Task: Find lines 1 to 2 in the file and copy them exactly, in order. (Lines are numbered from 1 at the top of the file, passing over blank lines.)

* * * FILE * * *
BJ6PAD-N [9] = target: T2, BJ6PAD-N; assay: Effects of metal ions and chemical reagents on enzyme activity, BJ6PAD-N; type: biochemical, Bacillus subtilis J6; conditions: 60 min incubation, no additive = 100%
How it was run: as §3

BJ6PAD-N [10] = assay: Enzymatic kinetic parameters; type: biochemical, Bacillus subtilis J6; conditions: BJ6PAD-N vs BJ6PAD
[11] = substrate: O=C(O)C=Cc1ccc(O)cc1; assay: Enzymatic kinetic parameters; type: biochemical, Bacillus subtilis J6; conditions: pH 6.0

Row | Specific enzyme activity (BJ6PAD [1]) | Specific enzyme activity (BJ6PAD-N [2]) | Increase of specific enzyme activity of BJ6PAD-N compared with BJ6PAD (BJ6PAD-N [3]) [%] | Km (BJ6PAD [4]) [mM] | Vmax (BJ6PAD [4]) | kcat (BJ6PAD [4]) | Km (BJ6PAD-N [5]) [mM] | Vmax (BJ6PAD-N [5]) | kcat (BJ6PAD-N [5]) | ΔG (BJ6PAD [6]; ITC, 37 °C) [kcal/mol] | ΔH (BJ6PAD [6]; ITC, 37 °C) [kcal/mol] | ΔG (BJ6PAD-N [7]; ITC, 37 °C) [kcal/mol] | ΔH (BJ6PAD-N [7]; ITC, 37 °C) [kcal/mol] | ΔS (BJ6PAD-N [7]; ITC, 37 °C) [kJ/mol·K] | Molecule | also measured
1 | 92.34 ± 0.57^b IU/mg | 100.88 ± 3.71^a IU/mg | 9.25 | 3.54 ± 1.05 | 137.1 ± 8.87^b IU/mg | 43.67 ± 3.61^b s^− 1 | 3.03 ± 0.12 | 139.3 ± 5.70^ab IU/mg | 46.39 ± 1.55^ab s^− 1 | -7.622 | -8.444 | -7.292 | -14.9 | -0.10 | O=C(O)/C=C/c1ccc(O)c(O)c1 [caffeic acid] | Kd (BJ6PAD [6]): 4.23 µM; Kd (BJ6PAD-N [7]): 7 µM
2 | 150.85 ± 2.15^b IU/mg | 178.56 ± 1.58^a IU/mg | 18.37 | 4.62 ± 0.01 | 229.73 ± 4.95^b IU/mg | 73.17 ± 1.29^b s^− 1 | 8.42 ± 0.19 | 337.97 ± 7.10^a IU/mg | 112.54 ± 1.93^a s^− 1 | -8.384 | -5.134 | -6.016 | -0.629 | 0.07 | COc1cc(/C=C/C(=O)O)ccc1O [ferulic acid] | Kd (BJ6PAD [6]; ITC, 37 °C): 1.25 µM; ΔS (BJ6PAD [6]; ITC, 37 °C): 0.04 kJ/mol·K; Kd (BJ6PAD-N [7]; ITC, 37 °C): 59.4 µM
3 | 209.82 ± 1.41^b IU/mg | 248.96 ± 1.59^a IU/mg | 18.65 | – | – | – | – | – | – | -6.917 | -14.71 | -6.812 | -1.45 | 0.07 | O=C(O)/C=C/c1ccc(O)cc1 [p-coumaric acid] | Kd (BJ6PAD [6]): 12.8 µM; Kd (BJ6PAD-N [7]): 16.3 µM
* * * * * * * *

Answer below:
BJ6PAD-N [9] = target: T2, BJ6PAD-N; assay: Effects of metal ions and chemical reagents on enzyme activity, BJ6PAD-N; type: biochemical, Bacillus subtilis J6; conditions: 60 min incubation, no additive = 100%
How it was run: as §3